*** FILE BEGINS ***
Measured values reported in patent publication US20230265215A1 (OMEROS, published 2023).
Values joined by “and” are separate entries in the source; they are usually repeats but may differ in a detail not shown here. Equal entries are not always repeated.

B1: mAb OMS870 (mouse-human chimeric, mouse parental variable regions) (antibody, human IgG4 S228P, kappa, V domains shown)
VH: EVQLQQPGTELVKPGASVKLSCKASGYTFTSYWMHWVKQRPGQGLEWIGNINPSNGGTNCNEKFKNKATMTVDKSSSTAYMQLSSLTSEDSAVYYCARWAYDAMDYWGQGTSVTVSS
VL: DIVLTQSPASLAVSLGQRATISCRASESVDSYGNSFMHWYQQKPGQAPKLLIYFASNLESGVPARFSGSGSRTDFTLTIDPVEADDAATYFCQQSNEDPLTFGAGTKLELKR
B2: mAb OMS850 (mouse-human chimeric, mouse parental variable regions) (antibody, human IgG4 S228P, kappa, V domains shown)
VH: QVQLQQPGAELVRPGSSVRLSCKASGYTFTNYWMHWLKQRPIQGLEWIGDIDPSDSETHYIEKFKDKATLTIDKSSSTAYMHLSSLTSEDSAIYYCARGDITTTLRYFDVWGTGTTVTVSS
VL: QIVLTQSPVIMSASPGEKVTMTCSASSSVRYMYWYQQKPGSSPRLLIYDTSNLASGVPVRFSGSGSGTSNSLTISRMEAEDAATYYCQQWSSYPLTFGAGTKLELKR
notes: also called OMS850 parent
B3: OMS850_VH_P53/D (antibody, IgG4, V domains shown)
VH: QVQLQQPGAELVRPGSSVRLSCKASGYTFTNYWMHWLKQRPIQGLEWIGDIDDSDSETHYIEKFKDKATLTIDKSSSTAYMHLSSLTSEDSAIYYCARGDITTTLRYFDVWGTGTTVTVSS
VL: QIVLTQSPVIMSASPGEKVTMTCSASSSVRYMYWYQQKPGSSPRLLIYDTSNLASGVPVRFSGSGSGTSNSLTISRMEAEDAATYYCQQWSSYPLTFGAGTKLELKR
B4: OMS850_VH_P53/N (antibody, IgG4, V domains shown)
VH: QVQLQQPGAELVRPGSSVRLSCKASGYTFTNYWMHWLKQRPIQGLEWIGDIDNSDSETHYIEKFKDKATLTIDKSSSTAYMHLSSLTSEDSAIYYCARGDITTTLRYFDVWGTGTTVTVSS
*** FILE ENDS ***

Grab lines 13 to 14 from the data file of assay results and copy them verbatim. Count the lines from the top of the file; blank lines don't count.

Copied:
B4: OMS850_VH_P53/N (antibody, IgG4, V domains shown)
VH: QVQLQQPGAELVRPGSSVRLSCKASGYTFTNYWMHWLKQRPIQGLEWIGDIDNSDSETHYIEKFKDKATLTIDKSSSTAYMHLSSLTSEDSAIYYCARGDITTTLRYFDVWGTGTTVTVSS